My techs will come out again when the loop installer is here and make sure everything is in sync again (and of course, add my new thermostat that will enable me to know when heat strips kick on ).
Thru the trials and tribulations, I still would highly recommend my geo installer. I'm learned so much since installing geo.

The tax savings for the geo we installed last year is an added bonus. \:\)




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Pictures, pictures, pictures!!!


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Sure will. I plan to leave work to watch it myself as I missed it all when initially done. \:\)




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 Originally Posted By: MarkECIN
 Originally Posted By: MarkECIN
We know the solution coming in from the pond (temperature-wise was too cold) caused the geo to not geo. Hope to get a fix on that. Should have that thermostat in in a week or so and be able to visualize changes.


Next week the loops in the pond will be floated up and more 'fluff' as Ladia called it--added. They will also for sureness as they have to float it up anyway to the surface--they will add another loop.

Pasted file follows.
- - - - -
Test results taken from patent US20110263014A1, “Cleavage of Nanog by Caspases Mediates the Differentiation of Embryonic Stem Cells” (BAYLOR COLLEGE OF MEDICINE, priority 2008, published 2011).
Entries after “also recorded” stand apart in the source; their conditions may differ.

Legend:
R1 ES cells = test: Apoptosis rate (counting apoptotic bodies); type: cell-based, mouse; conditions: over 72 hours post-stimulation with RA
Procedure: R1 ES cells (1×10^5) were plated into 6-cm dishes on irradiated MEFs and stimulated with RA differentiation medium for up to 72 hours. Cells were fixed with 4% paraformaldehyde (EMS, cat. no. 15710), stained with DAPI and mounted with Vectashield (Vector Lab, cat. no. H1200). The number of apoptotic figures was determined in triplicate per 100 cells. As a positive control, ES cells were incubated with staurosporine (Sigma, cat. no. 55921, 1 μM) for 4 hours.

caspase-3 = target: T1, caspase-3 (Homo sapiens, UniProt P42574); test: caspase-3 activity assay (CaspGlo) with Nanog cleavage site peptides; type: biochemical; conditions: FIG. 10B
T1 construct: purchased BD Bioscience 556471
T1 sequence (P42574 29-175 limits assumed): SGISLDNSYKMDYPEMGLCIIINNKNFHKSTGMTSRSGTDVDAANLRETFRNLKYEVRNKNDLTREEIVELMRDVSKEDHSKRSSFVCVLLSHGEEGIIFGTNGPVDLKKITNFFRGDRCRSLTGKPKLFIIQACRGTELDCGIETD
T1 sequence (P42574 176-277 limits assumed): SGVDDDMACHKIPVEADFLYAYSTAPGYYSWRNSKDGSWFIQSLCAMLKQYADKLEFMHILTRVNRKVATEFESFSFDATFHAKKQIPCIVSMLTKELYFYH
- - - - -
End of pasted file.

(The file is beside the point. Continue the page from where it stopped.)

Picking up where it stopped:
My techs will come out again when the loop installer is here and make sure everything is in sync again (and of course, add my new thermostat that will enable me to know when heat strips kick on ).
Thru the trials and tribulations, I still would highly recommend my geo installer. I'm learned so much since installing geo.

The tax savings for the geo we installed last year is an added bonus. \:\)


Unfortunately I am out of home and don't have pictures of properly "fluffed" coils on my puter. They should put several spacers (About three pieces of 1" plastic pipe somewhat longer than diameter of the coil laid across the diameter of the coil. Like spokes fashion.) between every layer. In other words each layer has to be separated by spacers at least on six points. Turns of each layer should be also separated so the water could flow freely through them. It is a lot of work and might require cutting off one end of the coils from the main pipe to allow for unwinding of the turns. They should place the coils somewhat higher than the deepest point of the pond. Every pond gets silted and you don't want the silt restricting flow through the coils. If your pond is deep enough the coils could be placed few feet above the deepest point. The water is also somewhat warmer at that location.